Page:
In many cases, however, compressions and impressions occur together.
For instance, when the rock is broken open, the phytoleim will often be attached to one part (compression), whereas the counterpart will just be an impression.
Some fossils are biochemical and are called chemofossils or biosignatures.
This process can occur in very small spaces, such as within the cell wall of a plant cell.
Small scale permineralization can produce very detailed fossils.
to dinosaurs and trees, many meters long and weighing many tons.
A fossil normally preserves only a portion of the deceased organism, usually that portion that was partially mineralized during life, such as the bones and teeth of vertebrates, or the chitinous or calcareous exoskeletons of invertebrates.
If this happens rapidly before significant decay to the organic tissue, very fine three-dimensional morphological detail can be preserved.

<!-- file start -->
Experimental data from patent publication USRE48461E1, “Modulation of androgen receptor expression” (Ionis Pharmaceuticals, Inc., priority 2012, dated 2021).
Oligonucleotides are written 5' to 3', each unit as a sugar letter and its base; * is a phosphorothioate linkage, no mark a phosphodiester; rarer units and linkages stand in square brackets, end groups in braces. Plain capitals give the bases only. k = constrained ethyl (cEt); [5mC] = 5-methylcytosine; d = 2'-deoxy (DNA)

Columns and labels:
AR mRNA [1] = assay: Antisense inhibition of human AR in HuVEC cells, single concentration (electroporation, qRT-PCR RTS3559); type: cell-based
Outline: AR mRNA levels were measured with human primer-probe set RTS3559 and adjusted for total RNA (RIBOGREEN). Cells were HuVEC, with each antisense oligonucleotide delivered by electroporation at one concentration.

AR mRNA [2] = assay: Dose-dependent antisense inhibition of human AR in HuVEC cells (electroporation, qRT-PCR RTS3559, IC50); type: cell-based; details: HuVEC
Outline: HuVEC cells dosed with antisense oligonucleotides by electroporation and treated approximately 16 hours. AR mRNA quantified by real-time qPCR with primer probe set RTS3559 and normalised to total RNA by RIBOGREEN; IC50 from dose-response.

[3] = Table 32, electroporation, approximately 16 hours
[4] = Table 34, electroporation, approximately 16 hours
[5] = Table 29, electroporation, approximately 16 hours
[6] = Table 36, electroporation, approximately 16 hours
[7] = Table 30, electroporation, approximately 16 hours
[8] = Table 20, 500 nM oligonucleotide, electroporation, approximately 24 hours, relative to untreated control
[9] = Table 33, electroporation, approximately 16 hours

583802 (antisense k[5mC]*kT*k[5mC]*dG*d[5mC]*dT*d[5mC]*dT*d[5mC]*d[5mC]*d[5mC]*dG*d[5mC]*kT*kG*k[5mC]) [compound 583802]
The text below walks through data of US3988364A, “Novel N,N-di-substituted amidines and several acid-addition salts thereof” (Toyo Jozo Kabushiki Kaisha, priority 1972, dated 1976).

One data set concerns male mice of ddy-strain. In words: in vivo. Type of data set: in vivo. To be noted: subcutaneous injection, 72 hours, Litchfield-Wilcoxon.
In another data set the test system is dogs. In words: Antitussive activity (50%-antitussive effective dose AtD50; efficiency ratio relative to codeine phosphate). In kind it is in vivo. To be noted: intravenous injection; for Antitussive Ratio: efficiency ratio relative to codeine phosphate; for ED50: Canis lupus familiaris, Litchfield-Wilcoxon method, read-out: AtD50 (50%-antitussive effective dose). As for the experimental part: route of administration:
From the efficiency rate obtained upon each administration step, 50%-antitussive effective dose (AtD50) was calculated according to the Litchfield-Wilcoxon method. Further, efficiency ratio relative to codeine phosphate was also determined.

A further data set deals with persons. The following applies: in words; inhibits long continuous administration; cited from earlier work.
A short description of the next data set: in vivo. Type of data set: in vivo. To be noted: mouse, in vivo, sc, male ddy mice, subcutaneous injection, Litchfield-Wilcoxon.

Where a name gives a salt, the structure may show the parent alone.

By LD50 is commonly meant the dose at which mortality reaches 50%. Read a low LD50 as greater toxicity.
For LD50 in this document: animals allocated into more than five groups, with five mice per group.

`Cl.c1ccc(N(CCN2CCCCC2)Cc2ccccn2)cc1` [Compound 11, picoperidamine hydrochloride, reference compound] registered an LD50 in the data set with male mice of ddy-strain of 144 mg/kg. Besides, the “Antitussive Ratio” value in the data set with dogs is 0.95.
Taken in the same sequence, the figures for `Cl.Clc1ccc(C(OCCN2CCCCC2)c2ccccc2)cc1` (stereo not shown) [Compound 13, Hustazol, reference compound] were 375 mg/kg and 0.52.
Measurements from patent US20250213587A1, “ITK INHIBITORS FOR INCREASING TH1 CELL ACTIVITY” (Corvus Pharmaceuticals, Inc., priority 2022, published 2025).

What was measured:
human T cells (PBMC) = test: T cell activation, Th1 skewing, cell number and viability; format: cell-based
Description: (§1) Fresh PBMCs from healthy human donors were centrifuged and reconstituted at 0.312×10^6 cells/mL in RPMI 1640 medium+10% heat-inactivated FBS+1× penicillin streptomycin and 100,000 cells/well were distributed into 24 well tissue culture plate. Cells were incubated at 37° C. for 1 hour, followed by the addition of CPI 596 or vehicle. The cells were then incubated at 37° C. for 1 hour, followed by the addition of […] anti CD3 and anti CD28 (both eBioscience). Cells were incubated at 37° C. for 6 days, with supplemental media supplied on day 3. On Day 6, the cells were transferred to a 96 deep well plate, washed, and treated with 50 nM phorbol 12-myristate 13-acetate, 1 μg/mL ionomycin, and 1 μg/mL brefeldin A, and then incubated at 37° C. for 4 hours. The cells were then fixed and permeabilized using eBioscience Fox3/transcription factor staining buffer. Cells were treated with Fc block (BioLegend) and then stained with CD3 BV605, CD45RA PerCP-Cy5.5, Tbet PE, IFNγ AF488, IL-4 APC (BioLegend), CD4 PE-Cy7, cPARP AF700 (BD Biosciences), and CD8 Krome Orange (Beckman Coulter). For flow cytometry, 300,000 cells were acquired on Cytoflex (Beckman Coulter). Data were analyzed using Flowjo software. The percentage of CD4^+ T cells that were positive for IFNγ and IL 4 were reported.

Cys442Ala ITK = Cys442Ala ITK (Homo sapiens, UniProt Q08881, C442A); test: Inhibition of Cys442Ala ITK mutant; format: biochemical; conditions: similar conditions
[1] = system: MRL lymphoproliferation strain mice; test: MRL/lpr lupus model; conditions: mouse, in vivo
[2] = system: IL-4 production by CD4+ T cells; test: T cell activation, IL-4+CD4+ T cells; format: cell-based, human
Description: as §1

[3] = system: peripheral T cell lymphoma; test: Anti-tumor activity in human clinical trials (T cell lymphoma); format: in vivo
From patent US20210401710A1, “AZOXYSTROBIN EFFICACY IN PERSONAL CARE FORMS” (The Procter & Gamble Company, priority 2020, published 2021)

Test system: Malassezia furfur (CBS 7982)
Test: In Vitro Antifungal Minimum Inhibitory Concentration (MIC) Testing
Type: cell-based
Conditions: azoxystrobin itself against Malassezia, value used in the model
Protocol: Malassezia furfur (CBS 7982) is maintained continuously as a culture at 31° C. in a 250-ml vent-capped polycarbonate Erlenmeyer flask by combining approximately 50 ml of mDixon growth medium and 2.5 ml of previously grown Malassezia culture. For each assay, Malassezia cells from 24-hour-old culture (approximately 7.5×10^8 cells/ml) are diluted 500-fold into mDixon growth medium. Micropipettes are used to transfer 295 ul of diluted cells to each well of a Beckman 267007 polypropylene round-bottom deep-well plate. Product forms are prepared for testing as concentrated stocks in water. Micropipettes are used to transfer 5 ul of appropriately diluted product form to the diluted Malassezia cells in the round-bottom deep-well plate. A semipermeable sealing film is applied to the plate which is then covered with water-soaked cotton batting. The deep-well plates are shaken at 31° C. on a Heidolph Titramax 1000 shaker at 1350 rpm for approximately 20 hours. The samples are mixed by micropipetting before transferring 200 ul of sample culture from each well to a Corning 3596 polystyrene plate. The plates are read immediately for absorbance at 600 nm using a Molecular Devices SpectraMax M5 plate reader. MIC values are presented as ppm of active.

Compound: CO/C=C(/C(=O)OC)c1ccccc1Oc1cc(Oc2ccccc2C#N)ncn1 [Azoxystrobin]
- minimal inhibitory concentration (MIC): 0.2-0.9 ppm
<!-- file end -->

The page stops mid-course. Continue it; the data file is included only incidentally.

Nodules from the Carboniferous Mazon Creek fossil beds of Illinois, USA, are among the best documented examples of such mineralization.A shell is said to be recrystallized when the original skeletal compounds are still present but in a different crystal form, as from aragonite to calcite.Compression fossils, such as those of fossil ferns, are the result of chemical reduction of the complex organic molecules composing the organism's tissues.Often what remains is a carbonaceous film known as a phytoleim, in which case the fossil is known as a compression.Often, however, the phytoleim is lost and all that remains is an impression of the organism in the rock—an impression fossil.Fossils may also consist of the marks left behind by the organism while it was alive, such as animal tracks or feces (coprolites).